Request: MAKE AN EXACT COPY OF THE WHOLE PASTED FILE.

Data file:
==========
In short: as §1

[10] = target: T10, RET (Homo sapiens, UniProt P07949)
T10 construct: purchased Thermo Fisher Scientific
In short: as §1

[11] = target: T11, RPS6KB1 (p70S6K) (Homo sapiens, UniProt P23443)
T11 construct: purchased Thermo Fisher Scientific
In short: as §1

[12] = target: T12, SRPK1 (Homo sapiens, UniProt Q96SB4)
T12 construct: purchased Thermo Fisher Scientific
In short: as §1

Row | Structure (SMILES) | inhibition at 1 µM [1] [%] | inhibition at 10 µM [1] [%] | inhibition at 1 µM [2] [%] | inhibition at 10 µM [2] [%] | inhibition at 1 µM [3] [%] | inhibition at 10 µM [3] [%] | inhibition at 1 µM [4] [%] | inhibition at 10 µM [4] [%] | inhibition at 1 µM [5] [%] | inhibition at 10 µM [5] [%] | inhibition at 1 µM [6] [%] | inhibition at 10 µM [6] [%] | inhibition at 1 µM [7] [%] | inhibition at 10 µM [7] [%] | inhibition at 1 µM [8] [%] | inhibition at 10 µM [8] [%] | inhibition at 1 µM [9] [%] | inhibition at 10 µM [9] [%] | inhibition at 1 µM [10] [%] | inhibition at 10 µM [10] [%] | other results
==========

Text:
In short: as §1

[10] = target: T10, RET (Homo sapiens, UniProt P07949)
T10 construct: purchased Thermo Fisher Scientific
In short: as §1

[11] = target: T11, RPS6KB1 (p70S6K) (Homo sapiens, UniProt P23443)
T11 construct: purchased Thermo Fisher Scientific
In short: as §1

[12] = target: T12, SRPK1 (Homo sapiens, UniProt Q96SB4)
T12 construct: purchased Thermo Fisher Scientific
In short: as §1

Row | Structure (SMILES) | inhibition at 1 µM [1] [%] | inhibition at 10 µM [1] [%] | inhibition at 1 µM [2] [%] | inhibition at 10 µM [2] [%] | inhibition at 1 µM [3] [%] | inhibition at 10 µM [3] [%] | inhibition at 1 µM [4] [%] | inhibition at 10 µM [4] [%] | inhibition at 1 µM [5] [%] | inhibition at 10 µM [5] [%] | inhibition at 1 µM [6] [%] | inhibition at 10 µM [6] [%] | inhibition at 1 µM [7] [%] | inhibition at 10 µM [7] [%] | inhibition at 1 µM [8] [%] | inhibition at 10 µM [8] [%] | inhibition at 1 µM [9] [%] | inhibition at 10 µM [9] [%] | inhibition at 1 µM [10] [%] | inhibition at 10 µM [10] [%] | other results